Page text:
The Reverend Simon Bailey (16 June 1955 – 27 November 1995) was an Anglican priest and writer.

He came to national attention when a television documentary was made of how he continued his work in the parish after telling his Bishop and parishioners he had AIDS - the first British priest to do so.


Simon Bailey was born in Halifax, West Yorkshire, one of five children - Rosemary, Simon, Martin, Jacqueline, and Caroline - of the Reverend Walter Bailey. Walter was a Baptist minister who combined conservative evangelical theological convictions with social radicalism. He bought his first television in order to be able to watch the funeral of Sir Winston Churchill in 1965. He supported the Campaign for Nuclear Disarmament and actually died while distributing leaflets for the Labour Party. The socialist historians E. P. Thompson and Dorothy Thompson as well as J. B. Priestley were regular visitors to the family home in Halifax, West Yorkshire.

The family moved first to Birkenhead and then toStoke-on-Trent, following Walter as he was called to different churches. Eventually he became so idiosyncratic that he ran his own church from home.[1]


Simon Bailey continued his education at Regent's Park College, the Baptist Permanent Private Hall of the University of Oxford, where he read English Language and Literature under John F. Kiteley (himself once the pupil of J. R. R. Tolkien).

Despite having chosen to study at the Baptist Regent's Park, Simon Bailey was by now unhappy in the Baptist tradition. He received the sacrament of confirmation in the Church of England, embracing Anglicanism as more "aesthetic and sensual".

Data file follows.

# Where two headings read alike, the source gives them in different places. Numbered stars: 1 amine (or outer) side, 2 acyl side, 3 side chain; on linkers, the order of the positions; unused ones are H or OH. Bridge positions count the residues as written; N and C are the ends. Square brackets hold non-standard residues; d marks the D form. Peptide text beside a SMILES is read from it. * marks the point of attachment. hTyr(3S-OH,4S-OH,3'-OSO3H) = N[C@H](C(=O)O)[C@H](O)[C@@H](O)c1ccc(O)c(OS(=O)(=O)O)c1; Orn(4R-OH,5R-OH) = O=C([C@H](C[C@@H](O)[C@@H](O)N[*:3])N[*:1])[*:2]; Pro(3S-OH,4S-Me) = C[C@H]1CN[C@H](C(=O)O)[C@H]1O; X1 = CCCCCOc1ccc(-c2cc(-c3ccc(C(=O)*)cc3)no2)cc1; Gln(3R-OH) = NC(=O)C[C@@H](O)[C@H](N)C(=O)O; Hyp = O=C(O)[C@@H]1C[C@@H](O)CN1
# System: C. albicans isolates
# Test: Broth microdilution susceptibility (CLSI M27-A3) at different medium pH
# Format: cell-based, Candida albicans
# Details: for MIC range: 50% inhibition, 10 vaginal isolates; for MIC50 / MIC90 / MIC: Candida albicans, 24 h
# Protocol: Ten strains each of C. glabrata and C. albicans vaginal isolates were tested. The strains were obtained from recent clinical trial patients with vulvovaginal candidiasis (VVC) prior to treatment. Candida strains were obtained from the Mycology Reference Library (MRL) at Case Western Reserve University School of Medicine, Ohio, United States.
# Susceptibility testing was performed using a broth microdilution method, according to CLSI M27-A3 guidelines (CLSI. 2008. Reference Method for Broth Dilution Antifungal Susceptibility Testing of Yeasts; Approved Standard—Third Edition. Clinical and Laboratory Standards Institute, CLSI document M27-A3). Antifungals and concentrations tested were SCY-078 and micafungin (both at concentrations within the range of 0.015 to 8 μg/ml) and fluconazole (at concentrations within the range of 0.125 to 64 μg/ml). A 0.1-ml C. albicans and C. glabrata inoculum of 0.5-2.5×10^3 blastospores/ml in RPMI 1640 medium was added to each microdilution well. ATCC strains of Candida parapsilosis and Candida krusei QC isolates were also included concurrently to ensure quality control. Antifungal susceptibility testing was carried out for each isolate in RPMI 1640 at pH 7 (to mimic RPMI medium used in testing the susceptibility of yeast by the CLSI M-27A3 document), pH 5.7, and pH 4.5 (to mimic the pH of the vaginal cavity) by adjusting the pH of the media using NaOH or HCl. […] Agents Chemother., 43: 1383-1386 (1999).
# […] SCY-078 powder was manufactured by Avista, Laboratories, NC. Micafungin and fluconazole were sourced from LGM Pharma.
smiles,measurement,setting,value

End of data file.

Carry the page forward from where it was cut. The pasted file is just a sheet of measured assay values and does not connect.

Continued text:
Simon Bailey's one work of scholarship was his study, A Tactful God: Gregory Dix: Priest, Monk and Scholar (Leominster: Gracewing, 1995).

He also wrote pastoral works,

  • Stations: places for pilgrims to pray (Sheffield: Cairns Publications, 1991)
  • Still with God (London: Church House, 1986)
  • Still with God: a new way of praying (London: National Society; Church House, 1993)
  • The well within: parables for living and dying (London: Darton, Longman and Todd, 1996)

The biography, Scarlet Ribbons: A Priest with AIDS (London: Serpent's Tail, 1997), by his sister Rosemary Bailey, contains extracts from his unpublished writings. These hint at considerable literary gifts and it is to be hoped that a full publication will appear eventually. He was particularly interested in the poetry of R. S. Thomas and of John Milton, whose blindness Bailey identified with his own illnesses.


Simon Bailey was a sexually active gay man who contracted HIV. He learned that he had the virus just as he took up the position of Rector of Dinnington in South Yorkshire. When he became too unwell to conceal his condition from the people around him he informed the diocesan authorities and gradually introduced the news to his own parishioners. Though not the only Anglican priest at that time to be HIV-positive, and eventually to develop AIDS, he was the first to stay in parish ministry, continuing to celebrate the Eucharist until only a few weeks before his death. One of the most remarkable features of his time at Dinnington was the love and care that he received from his parishioners. The priest visibly dying among the people to whom he ministered was a powerful symbol of Christ, evocative of the line, 'The wounded surgeon plies the steel', in East Coker by T. S. Eliot.


Simon Bailey became well known to a wider public as a result of a BBC Everyman programme, Simon's Cross, that was broadcast in January 1995. The making of the programme led to his sister writing the biography, Scarlet Ribbons: A Priest with AIDS (London: Serpent's Tail, 1997), republished in 2017 by Jorvik Press.


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